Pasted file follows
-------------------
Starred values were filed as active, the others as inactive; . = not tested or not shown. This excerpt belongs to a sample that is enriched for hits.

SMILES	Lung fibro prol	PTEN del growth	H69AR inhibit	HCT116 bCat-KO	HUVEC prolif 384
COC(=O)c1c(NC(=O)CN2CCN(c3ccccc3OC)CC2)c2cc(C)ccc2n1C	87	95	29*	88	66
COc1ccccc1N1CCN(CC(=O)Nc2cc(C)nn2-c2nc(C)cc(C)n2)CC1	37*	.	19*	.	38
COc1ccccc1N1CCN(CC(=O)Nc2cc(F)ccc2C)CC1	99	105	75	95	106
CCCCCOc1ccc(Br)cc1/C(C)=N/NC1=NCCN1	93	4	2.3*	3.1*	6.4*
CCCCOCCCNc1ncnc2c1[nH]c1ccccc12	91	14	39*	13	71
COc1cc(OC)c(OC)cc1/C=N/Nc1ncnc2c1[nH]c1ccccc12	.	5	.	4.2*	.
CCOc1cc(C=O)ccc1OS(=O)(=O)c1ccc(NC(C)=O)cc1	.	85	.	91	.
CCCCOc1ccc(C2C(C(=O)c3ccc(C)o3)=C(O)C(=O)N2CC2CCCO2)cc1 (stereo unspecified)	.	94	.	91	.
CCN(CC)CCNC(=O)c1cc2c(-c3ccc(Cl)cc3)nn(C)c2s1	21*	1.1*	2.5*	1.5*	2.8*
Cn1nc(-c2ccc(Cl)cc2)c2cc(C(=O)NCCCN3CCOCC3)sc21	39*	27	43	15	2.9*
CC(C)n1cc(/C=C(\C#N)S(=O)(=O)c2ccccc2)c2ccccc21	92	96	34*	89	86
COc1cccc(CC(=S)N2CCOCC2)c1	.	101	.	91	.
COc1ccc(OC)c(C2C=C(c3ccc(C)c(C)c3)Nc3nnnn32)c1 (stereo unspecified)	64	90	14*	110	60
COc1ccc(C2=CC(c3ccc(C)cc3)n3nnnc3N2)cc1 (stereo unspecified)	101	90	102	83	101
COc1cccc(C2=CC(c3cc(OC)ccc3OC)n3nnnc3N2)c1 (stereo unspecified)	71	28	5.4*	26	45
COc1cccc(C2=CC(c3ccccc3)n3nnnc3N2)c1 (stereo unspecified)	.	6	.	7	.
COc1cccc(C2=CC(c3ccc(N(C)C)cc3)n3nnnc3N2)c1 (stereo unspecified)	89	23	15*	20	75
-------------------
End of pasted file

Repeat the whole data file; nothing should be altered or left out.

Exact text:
Starred values were filed as active, the others as inactive; . = not tested or not shown. This excerpt belongs to a sample that is enriched for hits.

SMILES	Lung fibro prol	PTEN del growth	H69AR inhibit	HCT116 bCat-KO	HUVEC prolif 384
COC(=O)c1c(NC(=O)CN2CCN(c3ccccc3OC)CC2)c2cc(C)ccc2n1C	87	95	29*	88	66
COc1ccccc1N1CCN(CC(=O)Nc2cc(C)nn2-c2nc(C)cc(C)n2)CC1	37*	.	19*	.	38
COc1ccccc1N1CCN(CC(=O)Nc2cc(F)ccc2C)CC1	99	105	75	95	106
CCCCCOc1ccc(Br)cc1/C(C)=N/NC1=NCCN1	93	4	2.3*	3.1*	6.4*
CCCCOCCCNc1ncnc2c1[nH]c1ccccc12	91	14	39*	13	71
COc1cc(OC)c(OC)cc1/C=N/Nc1ncnc2c1[nH]c1ccccc12	.	5	.	4.2*	.
CCOc1cc(C=O)ccc1OS(=O)(=O)c1ccc(NC(C)=O)cc1	.	85	.	91	.
CCCCOc1ccc(C2C(C(=O)c3ccc(C)o3)=C(O)C(=O)N2CC2CCCO2)cc1 (stereo unspecified)	.	94	.	91	.
CCN(CC)CCNC(=O)c1cc2c(-c3ccc(Cl)cc3)nn(C)c2s1	21*	1.1*	2.5*	1.5*	2.8*
Cn1nc(-c2ccc(Cl)cc2)c2cc(C(=O)NCCCN3CCOCC3)sc21	39*	27	43	15	2.9*
CC(C)n1cc(/C=C(\C#N)S(=O)(=O)c2ccccc2)c2ccccc21	92	96	34*	89	86
COc1cccc(CC(=S)N2CCOCC2)c1	.	101	.	91	.
COc1ccc(OC)c(C2C=C(c3ccc(C)c(C)c3)Nc3nnnn32)c1 (stereo unspecified)	64	90	14*	110	60
COc1ccc(C2=CC(c3ccc(C)cc3)n3nnnc3N2)cc1 (stereo unspecified)	101	90	102	83	101
COc1cccc(C2=CC(c3cc(OC)ccc3OC)n3nnnc3N2)c1 (stereo unspecified)	71	28	5.4*	26	45
COc1cccc(C2=CC(c3ccccc3)n3nnnc3N2)c1 (stereo unspecified)	.	6	.	7	.
COc1cccc(C2=CC(c3ccc(N(C)C)cc3)n3nnnc3N2)c1 (stereo unspecified)	89	23	15*	20	75